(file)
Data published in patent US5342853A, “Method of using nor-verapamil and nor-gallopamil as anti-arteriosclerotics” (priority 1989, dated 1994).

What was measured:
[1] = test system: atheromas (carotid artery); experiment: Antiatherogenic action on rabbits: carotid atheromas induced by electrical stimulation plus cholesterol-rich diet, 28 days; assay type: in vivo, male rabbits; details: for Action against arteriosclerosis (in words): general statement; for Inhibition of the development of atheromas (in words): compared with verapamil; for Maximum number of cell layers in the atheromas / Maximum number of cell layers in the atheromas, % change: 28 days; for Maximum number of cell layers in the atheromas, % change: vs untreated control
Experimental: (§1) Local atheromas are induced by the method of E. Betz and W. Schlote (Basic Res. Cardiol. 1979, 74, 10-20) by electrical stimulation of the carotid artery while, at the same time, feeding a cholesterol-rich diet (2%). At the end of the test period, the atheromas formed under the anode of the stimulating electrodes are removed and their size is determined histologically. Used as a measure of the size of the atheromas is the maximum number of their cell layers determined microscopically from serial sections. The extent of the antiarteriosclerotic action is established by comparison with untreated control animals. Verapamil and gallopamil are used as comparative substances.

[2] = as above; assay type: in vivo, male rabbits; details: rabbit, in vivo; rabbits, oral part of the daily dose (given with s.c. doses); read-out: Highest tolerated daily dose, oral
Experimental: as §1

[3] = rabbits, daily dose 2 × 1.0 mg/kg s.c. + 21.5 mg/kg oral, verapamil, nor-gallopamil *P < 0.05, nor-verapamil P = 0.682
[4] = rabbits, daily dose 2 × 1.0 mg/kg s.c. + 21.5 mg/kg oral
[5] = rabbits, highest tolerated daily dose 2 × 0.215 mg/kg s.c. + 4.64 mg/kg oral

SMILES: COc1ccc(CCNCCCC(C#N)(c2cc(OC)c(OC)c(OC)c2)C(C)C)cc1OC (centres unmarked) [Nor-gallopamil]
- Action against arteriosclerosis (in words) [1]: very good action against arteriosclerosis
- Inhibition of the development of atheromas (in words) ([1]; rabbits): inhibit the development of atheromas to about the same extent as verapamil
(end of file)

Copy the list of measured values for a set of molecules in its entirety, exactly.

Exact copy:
Data published in patent US5342853A, “Method of using nor-verapamil and nor-gallopamil as anti-arteriosclerotics” (priority 1989, dated 1994).

What was measured:
[1] = test system: atheromas (carotid artery); experiment: Antiatherogenic action on rabbits: carotid atheromas induced by electrical stimulation plus cholesterol-rich diet, 28 days; assay type: in vivo, male rabbits; details: for Action against arteriosclerosis (in words): general statement; for Inhibition of the development of atheromas (in words): compared with verapamil; for Maximum number of cell layers in the atheromas / Maximum number of cell layers in the atheromas, % change: 28 days; for Maximum number of cell layers in the atheromas, % change: vs untreated control
Experimental: (§1) Local atheromas are induced by the method of E. Betz and W. Schlote (Basic Res. Cardiol. 1979, 74, 10-20) by electrical stimulation of the carotid artery while, at the same time, feeding a cholesterol-rich diet (2%). At the end of the test period, the atheromas formed under the anode of the stimulating electrodes are removed and their size is determined histologically. Used as a measure of the size of the atheromas is the maximum number of their cell layers determined microscopically from serial sections. The extent of the antiarteriosclerotic action is established by comparison with untreated control animals. Verapamil and gallopamil are used as comparative substances.

[2] = as above; assay type: in vivo, male rabbits; details: rabbit, in vivo; rabbits, oral part of the daily dose (given with s.c. doses); read-out: Highest tolerated daily dose, oral
Experimental: as §1

[3] = rabbits, daily dose 2 × 1.0 mg/kg s.c. + 21.5 mg/kg oral, verapamil, nor-gallopamil *P < 0.05, nor-verapamil P = 0.682
[4] = rabbits, daily dose 2 × 1.0 mg/kg s.c. + 21.5 mg/kg oral
[5] = rabbits, highest tolerated daily dose 2 × 0.215 mg/kg s.c. + 4.64 mg/kg oral

SMILES: COc1ccc(CCNCCCC(C#N)(c2cc(OC)c(OC)c(OC)c2)C(C)C)cc1OC (centres unmarked) [Nor-gallopamil]
- Action against arteriosclerosis (in words) [1]: very good action against arteriosclerosis
- Inhibition of the development of atheromas (in words) ([1]; rabbits): inhibit the development of atheromas to about the same extent as verapamil